Timothy Adams, from Burlington, Ontario, Canada, is the latest Triton Poker Series Main Event champion after he beat Bryn Kenney heads-up in a thrilling final table at Landing Casino, Shinhwa World Resort, Jeju.

Adams and Kenney negotiated a heads-up deal, securing both the largest single cashes of their careers. Adams’s title was worth HK$27.76 million (US$3.54 million) to Kenney’s HK$24 million (US$3.06 million), with each of the final five earning more than US$1 million.

Adams led at the start of the day, but Kenney was the most active through the opening stages of an explosive final table featuring six of the world’s best players. Two of them were knocked out on the first two hands, and the tournament, which featured 48 entries of HK$2 million each, reached its final two after only around three hours play.

imothy Adams tells Pete Latham: “I’m very happy that it’s me”

From there on, Adams hit a series of big hands at the same time that Kenney had slightly inferior holdings. Kenney was unable to wriggle free and Adams locked it up at around 6pm local time. The record books will show that Kenney made a mis-timed hero call with AcTd on a board of 4h3dJs9hKh to pay off Adams’s queen-high flush, but Adams played the hand perfectly, having also won a series of coolers against his American opponent, to persuade Kenney to risk the last of his chips.

“It’s kind of standard,” Adams said of the final hand, before adding: “I was obviously very thrilled to get called.”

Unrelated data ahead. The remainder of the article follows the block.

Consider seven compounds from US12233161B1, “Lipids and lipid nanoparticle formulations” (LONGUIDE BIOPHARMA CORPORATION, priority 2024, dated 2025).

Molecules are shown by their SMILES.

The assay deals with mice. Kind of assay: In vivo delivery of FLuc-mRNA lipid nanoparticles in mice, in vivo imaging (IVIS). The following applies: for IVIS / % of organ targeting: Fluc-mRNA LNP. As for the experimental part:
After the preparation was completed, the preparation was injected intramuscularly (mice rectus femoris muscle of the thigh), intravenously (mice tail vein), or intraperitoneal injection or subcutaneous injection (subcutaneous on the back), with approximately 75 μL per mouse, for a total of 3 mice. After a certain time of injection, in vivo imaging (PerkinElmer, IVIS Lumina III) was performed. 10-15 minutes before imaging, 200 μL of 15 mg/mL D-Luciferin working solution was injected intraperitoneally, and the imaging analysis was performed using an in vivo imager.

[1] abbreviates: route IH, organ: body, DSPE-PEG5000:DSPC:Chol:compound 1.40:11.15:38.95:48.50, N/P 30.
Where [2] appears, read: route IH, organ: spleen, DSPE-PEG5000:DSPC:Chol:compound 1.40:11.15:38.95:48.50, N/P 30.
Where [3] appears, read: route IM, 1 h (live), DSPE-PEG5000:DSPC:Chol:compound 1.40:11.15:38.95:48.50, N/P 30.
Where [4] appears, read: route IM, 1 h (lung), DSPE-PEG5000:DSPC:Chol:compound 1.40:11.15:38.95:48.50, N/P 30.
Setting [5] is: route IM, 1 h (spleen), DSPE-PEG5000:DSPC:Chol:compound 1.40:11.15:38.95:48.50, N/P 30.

Bryn Kenney was unable to wriggle away from a series of coolers

Of the tournament as a whole, he said: “It feels really good. I’m really tired right now, three really gruelling days of poker…The field was really tough. The best players in the world were in the field.”

Final table players (l-r): Isaac Haxton, David Peters, Peter Jetten, Timothy Adams, Bryn Kenney, Dan Smith.

The day got under way in high spirits, with all six competitors very familiar with one another from high stakes games across the world. Adams’s stack was worth 107 big blinds, and Kenney’s 64, but from there down everyone was short.

David Peters had 12 big blinds, Dan Smith and Peter Jetten had 16 apiece. “Even Isaac Haxton is not safe with 25 big blinds,” said Lex Veldhuis in the commentary booth of the live stream. Those word would prove prophetic.

On the very first hand of play, Kenney looked down at KdKs and open-raised. Haxton found Ah9c in the small blind and went for it. But Kenney, of course, was going nowhere and his kings held. Haxton won HKD$6.3 million (US$803,000) for sixth, but left in clear disappointment.

Peters will have been delighted to see Haxton’s departure, guaranteeing a move up the ladder. But he was soon left chatting with Haxton on the rail after he became the second player eliminated on only the final table’s second hand.

Isaac Haxton and David Peters lasted two hands between them

It was Ad3h for Peters in the small blind and he moved in for his last 10 big blinds. Jetten called with KsTs in the big blind and flopped a king. Peters couldn’t catch up and his dogged display, during which he has been nursing a short stack for pretty much two days, finally ended in fifth, with a HK$8.15 million payday. He was in for four bullets, so the HK$150,000 is pure profit.

“I’d been short for a while, so to squeak into the money and then get one more pay jump at the final table, I can’t be too upset with it,” Peters said.

David Peters said he was happy to squeak into the money

Smith took over short-stack duties following Peters’ bust, but he quickly doubled back to a more playable stack after calling Kenney’s small-blind jam with AsKc. Kenney didn’t catch up with his Qc5s. After Smith won another decent pot from Adams with trip fours, Jetten ended up in trouble.